When it feels like the world is against you, a few things can make it somewhat better. A bucket of choco chip ice cream is one, binge watching Community with your therapy dog is another. But the most potent antidote known to man is a bittersweet one, and it’s knowing that someone is having a day even more vile than you are.
Whether it’s a spilled coffee or “as luck would have it” moment, get ready for a barely legal therapy list down below as compiled by Bored Panda. Be sure to check out our previous posts with bad, worse, and 100% evil days here, here, and here and don’t forget to let us know how your day is going so far in the comment section.
Even if there’s no skip button for those 24-hour hell on earth benders, at least we can all have a laugh at them.
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Previously, Bored Panda reached out to Vasia Toxavidi, a counselor and accredited member of the British Association for Counselling and Psychotherapy (BACP), to find out about ways of dealing with mishaps and developing psychological resilience.
According to Vasia, even the smallest mishaps like “throwing our morning coffee on us or even getting a text or an email we don’t like can affect the rest of our day.” A typical reaction is “Oh, great start to the day!” but according to the counselor, the negative bias can directly affect the course of events.
Scientists say that the reason we are all wired for ‘negatively biased’ thinking is because negative events and emotions have a greater impact in our brains than the positive ones. Even the smallest things that generate negative reactions can snowball into the forecast for the rest of the day, or even the week.
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According to Vasia, we end up creating a self-fulfilling prophecy because we look at the world through lenses triggered by anger, fear, or the expectation that something will go wrong. And in that sense, the reality is only how we perceive it.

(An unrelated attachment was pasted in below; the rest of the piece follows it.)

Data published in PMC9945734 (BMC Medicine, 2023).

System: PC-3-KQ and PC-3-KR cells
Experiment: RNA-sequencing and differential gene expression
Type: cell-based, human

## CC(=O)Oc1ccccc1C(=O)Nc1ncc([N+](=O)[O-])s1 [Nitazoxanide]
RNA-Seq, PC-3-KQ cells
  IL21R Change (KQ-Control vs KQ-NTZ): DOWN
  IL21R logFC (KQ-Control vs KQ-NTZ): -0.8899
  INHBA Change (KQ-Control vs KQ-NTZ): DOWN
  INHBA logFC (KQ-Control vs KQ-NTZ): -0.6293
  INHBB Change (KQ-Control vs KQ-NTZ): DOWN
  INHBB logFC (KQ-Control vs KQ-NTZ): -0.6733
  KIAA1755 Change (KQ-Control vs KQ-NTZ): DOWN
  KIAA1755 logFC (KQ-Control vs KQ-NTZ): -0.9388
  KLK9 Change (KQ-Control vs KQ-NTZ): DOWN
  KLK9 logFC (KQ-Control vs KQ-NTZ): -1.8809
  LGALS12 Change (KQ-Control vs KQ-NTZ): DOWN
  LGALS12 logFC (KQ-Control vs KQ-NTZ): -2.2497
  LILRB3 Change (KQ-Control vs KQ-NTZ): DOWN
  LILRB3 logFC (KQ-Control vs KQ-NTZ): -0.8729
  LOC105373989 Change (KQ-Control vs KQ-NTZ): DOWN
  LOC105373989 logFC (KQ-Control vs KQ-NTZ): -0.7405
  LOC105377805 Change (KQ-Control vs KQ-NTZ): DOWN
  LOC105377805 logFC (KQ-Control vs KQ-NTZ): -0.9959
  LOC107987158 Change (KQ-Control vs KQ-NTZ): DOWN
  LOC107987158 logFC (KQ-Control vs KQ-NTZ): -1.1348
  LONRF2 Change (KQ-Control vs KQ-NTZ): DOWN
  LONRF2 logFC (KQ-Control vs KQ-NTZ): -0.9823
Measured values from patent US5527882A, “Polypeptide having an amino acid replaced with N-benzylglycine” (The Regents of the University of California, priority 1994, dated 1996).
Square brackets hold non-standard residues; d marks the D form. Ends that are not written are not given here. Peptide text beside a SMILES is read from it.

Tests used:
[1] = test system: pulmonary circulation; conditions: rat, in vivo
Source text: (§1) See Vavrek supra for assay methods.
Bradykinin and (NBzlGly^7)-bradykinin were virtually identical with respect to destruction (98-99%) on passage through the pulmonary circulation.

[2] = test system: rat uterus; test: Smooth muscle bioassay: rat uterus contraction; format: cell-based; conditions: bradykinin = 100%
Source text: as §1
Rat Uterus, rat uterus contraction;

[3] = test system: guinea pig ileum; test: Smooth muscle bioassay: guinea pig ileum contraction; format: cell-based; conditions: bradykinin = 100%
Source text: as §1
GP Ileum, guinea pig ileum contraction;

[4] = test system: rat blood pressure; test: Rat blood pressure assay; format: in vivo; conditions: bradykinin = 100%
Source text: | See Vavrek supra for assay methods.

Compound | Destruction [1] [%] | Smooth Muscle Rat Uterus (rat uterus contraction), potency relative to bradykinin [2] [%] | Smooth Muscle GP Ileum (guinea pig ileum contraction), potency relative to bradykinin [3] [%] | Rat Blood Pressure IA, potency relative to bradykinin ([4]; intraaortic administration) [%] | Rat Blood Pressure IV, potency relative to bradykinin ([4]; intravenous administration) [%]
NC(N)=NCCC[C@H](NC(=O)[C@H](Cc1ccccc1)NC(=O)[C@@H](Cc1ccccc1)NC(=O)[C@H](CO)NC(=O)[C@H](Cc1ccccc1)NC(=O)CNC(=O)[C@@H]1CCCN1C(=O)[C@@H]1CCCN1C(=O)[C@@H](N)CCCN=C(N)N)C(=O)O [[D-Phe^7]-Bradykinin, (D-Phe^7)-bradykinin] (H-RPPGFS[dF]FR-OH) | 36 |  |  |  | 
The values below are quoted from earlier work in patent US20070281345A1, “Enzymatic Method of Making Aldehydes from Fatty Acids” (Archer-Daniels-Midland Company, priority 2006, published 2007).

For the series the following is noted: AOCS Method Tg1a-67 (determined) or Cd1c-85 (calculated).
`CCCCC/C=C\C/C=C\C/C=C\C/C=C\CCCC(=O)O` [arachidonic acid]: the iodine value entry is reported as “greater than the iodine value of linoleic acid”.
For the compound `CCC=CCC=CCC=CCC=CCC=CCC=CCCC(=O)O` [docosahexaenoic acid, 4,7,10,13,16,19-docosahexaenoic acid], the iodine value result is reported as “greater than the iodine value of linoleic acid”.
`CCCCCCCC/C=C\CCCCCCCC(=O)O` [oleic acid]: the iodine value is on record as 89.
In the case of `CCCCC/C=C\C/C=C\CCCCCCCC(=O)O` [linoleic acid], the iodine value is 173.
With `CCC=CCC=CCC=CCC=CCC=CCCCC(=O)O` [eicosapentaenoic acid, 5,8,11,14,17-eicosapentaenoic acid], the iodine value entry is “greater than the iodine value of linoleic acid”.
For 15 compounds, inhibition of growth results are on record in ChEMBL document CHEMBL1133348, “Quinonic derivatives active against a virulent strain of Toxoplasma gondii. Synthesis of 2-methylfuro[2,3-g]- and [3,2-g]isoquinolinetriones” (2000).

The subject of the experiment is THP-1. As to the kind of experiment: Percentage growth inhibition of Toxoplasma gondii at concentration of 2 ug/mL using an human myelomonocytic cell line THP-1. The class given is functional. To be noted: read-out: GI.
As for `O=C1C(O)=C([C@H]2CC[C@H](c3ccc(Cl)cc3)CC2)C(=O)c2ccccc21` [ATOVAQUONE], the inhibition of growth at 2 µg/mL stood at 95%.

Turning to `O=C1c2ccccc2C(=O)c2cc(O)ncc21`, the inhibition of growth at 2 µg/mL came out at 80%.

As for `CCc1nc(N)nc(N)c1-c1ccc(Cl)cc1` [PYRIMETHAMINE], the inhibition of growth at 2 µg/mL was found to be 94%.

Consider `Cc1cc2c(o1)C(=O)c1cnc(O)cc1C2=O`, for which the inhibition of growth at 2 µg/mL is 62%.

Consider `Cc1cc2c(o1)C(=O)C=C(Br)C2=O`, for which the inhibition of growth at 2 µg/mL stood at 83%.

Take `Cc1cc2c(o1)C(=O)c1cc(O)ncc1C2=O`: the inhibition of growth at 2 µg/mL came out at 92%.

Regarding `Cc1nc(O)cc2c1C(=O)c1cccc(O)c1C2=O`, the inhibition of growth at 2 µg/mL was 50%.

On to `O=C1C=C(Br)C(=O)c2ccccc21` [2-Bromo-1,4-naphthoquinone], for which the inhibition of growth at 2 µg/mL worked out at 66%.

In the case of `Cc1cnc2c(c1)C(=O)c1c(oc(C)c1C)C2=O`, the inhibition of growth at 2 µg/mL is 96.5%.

So as humans, we tend to not only forecast things to go badly because of otherwise meaningless mishaps, we tend to fixate on virtually any negative moments. Whether it’s recalling insults better than praise, reacting more strongly to negative stimuli than to positive, thinking about negative things more frequently than positive, it all contributes to our behavior.
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UPDATE: It's bell pepper, about $250 a kilo and we lost 20 kilos in total. What happened was I was discharging the product inside the container and I thought I was completely done because none was coming out. I undo all of the screws, lift it up, and a shit ton poor's out. It turned out that the valve closed due to the vibration of the pump motor and there was a lot of leftover. No one will see it, hopefully. Most of the employees only use Instagram, Facebook, and Twitter.
UPDATE: I didn't get fired! But I do have to go back to that order and make another 20 kilos which will be a long day. They were really understanding and forgave me for my mistake. Thank god I didn't lose my job!
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This bias toward the negative leads you to pay much more attention to the bad things that happen, making them seem much more important than they really are.
It is thought that the negative bias comes from our ancestors who’d pay attention to bad, dangerous, and negative threats in the world. It was literally a matter of life and death. Those who were more attuned to danger had higher chances of survival.
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But that doesn’t mean that we cannot escape the negative bias trap. On the contrary, once you are aware this is how your brain works, you can make a conscious effort to stop it.
For example, a great start is cutting down on negative self-talk, which we all secretly are into. Instead of fixating on your past mistakes, consider what you have learned and ways to apply your newly acquired knowledge. In this way, you approach the same situation from a positive outlook.